Setting his own empty plate aside, Liias straightens to his full height, a ghost of a smile flickering across full lips. “We just have to hold out hope, then. Lan’s one of the strongest people I know. I have to believe he’ll be all right.” Nodding mostly to himself, the Bright scoops up the flashdrive and tosses it to me. “Be careful, Sashi. My partner would kill me if she knew, but I’ve become somewhat fond of you, so don’t die, okay?”
With that, the brown-haired Selestarri takes his leave and the office building returns to silence. Left alone, I refocus on the scrolls, searching once again for any imperfections in the writing that could cause the spell to fail.
Aki once told me that a person without scars is someone who hasn’t lived. I know he meant well, attempting to make me feel better about the damage I carry, but all I could ever think was too many scars destroy. Where they lie cannot be repaired or fused together or even patched over. A scar is permanent, a reminder of what has occurred and how it affected you. Once enough pile up, the agony outweighs the value of being alive. I don’t know the weight of Lan’s scars or whether he can survive beneath them, but I intend to give him the chance to find out…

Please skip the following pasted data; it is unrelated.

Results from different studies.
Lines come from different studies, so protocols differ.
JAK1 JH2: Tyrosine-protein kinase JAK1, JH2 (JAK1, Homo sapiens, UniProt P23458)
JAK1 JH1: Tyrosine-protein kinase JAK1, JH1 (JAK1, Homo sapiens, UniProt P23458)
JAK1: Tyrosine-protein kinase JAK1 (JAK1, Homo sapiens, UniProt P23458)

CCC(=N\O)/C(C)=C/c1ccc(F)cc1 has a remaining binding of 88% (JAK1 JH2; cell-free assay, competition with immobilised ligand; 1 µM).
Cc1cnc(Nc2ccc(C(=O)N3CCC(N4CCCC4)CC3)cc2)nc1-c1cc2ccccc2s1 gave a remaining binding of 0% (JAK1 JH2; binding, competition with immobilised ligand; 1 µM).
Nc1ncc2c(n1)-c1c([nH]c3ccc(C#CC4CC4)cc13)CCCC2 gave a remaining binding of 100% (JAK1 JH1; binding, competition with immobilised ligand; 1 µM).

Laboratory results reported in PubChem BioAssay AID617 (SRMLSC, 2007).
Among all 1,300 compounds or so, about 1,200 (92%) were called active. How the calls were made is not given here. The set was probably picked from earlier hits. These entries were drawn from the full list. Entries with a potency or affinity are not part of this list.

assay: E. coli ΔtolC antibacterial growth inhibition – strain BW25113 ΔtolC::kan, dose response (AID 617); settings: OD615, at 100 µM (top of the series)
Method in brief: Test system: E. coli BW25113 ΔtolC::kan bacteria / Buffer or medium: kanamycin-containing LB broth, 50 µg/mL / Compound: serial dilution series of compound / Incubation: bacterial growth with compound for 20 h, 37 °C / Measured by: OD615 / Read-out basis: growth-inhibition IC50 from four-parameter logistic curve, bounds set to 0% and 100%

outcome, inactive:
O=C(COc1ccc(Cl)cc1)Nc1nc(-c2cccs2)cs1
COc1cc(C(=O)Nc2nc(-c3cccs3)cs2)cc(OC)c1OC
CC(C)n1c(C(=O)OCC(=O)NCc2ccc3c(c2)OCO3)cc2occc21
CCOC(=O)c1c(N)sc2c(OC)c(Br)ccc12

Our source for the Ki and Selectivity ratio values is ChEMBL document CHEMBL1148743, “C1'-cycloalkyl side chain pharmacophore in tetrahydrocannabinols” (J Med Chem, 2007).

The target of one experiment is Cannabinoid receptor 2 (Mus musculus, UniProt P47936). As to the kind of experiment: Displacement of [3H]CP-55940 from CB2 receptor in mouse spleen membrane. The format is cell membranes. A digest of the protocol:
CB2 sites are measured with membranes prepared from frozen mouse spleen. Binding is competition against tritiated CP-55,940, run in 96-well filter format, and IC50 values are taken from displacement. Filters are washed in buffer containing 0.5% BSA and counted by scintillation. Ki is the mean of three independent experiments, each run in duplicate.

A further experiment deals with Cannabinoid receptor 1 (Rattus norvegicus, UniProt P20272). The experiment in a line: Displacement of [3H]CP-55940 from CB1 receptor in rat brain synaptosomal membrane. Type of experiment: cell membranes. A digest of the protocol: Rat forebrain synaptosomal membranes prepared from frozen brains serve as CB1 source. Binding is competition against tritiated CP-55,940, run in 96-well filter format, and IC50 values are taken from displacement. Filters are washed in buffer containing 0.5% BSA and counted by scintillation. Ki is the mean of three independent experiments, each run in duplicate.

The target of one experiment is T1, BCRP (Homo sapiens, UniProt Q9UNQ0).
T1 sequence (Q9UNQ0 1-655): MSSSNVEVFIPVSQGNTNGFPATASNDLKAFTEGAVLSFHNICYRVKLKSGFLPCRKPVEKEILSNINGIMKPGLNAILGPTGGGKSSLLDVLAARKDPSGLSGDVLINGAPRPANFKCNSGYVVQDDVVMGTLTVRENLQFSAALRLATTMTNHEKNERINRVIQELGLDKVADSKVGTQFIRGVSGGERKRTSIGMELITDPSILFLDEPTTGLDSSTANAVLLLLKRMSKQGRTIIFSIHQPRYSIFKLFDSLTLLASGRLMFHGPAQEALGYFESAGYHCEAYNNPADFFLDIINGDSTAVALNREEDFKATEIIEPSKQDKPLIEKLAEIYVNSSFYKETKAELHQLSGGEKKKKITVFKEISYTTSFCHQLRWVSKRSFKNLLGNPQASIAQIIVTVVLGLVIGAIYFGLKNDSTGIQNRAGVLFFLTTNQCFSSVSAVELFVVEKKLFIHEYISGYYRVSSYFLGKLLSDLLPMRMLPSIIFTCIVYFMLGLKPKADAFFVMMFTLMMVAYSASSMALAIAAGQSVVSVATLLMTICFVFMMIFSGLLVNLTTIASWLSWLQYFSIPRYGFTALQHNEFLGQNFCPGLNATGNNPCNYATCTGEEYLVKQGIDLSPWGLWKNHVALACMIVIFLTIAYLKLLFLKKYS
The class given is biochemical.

[Lan and Jun belong to Nezumi. All other characters belong to me.]
At some point I managed not to post this last story from the Christmas 2018 collection. It’s been a busy couple of months, mostly working on the Valentine’s Day 2019 story, which I’ll post next.
This story is the flip side to the Monster story Nezu wrote and gifted to me for Christmas back in 2017. Lan’s pain and damage and the sliver of himself he managed to hold onto due to Sashi’s telepathic assistance were just too wonderfully written not to tell the story from Sashi’s point of view. This is one of the hardest and coldest versions of Sashi I’ve written in all these years, someone who has lost so much and has fixated on revenge as a way to deal with his pain. He is so driven to free Lan that he has not realized that Lan may just save him as well.